AIVA Technology – Composing Music using AI

Is an artificial intelligence virtual artist able to compose emotional music?

Founded in February 2016 by three musician-entrepreneurs, AIVA technology is a Luxembourg-based deep-tech startup that leverages AI to create music. The company’s main product AIVA – the Artificial Intelligence Virtual Artist – is able to compose emotional soundtracks for movies, commercials, games, trailers, and TV shows. The mission of the company is “to establish AIVA as one of the greatest composers of all time, and fuel the world with personalized music”. In fact, AIVA is the first-ever AI in the world to officially receive the status of Composer from a rights society, and formally holds the right to own the copyright and receive royalties for the music it composes.

When it first started, the company focused on developing classical symphonic music for films. Today, AIVA can compose soundtracks in a variety of genres, ranging from electronic to jazz, pop, rock, ambient and exotic styles such as Indian and Chinese, enabling artists to collaborate and compose soundtracks of their desired style. The company serves both individual artists and institutional customers, such as advertising and production agencies. Its goal is to make the music production process easier, faster and smoother without compromising the quality of music.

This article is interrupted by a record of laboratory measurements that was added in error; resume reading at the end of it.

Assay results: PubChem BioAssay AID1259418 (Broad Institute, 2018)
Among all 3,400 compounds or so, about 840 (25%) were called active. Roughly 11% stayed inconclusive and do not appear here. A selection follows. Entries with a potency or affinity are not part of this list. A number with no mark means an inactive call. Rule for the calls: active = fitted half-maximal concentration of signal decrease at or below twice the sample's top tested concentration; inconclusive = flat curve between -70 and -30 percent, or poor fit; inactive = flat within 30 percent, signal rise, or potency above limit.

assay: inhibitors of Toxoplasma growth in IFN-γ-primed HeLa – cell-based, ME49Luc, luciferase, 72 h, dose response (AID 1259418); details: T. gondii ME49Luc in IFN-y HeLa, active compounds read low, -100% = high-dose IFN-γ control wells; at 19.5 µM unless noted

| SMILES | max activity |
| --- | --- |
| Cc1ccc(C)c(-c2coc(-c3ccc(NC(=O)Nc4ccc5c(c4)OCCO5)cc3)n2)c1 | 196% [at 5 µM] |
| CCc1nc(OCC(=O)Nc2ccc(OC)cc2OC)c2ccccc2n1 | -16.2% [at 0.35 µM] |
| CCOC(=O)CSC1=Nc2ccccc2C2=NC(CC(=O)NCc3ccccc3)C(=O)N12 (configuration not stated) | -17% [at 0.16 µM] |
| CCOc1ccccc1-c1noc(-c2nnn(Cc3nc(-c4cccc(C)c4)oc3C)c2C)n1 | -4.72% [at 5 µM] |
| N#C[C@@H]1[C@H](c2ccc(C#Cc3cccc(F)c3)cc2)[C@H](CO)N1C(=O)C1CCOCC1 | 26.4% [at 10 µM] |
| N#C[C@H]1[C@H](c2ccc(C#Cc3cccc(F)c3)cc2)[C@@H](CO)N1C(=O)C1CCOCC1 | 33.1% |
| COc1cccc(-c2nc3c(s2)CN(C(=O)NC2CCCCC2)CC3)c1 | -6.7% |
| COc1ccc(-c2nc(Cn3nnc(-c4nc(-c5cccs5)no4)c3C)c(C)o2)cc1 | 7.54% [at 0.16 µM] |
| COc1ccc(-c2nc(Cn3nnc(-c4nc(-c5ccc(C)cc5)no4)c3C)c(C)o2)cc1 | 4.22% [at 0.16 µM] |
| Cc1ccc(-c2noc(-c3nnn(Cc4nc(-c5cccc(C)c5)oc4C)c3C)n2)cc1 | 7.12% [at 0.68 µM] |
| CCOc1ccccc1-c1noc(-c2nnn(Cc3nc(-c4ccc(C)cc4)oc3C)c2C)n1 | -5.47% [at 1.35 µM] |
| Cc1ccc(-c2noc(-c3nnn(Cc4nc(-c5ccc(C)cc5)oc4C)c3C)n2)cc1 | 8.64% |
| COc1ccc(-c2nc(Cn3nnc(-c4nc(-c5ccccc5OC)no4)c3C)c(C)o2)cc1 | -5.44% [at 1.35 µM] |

How does the technology work?

The main technique employed by AIVA is deep learning. Specifically, AIVA reads through a large database of music written by the most famous composers in history, and looks for patterns and rules in the scores to understand the style of the music. According to the company, “AIVA practices its understanding of music by predicting what comes next in the track. Once it gets good at these predictions, it creates a set of mathematical rules for that style of music”. By doing so, AIVA can capture concepts of music theory and produce melodies that are appealing to human ears just by learning from existing musical works. This process of having AIVA learn from trials and errors is called reinforcement learning, a core technique in machine learning.